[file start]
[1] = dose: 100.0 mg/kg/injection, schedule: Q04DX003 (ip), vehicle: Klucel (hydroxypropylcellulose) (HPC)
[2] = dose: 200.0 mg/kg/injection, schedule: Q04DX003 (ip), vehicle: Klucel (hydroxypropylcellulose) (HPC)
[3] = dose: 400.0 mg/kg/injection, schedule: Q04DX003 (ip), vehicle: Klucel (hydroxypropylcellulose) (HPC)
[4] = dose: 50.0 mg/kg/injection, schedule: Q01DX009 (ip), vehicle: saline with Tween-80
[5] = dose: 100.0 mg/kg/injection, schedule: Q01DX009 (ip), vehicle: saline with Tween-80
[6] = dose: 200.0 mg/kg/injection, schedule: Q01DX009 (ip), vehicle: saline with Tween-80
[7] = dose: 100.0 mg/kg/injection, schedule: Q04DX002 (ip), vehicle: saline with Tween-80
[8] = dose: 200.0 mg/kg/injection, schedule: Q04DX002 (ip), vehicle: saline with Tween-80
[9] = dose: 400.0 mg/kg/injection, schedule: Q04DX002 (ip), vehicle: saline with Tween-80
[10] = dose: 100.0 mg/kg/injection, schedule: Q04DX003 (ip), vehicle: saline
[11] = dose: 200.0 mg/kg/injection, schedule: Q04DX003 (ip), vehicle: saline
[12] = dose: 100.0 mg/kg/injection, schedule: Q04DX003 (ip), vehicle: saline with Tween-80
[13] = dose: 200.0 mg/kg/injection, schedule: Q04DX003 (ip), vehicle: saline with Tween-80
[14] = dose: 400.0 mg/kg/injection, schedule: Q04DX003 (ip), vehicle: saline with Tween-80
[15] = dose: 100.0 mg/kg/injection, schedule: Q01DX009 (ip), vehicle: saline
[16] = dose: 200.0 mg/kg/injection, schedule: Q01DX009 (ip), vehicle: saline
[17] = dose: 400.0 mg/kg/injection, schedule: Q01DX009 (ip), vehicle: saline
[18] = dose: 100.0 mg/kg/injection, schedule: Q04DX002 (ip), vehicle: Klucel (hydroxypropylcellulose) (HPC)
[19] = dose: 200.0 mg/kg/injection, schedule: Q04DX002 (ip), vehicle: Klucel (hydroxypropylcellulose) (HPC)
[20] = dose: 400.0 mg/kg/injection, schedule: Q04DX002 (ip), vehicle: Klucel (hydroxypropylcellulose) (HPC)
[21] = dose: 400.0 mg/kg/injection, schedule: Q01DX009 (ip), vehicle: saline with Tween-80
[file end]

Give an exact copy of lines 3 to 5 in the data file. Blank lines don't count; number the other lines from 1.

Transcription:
[3] = dose: 400.0 mg/kg/injection, schedule: Q04DX003 (ip), vehicle: Klucel (hydroxypropylcellulose) (HPC)
[4] = dose: 50.0 mg/kg/injection, schedule: Q01DX009 (ip), vehicle: saline with Tween-80
[5] = dose: 100.0 mg/kg/injection, schedule: Q01DX009 (ip), vehicle: saline with Tween-80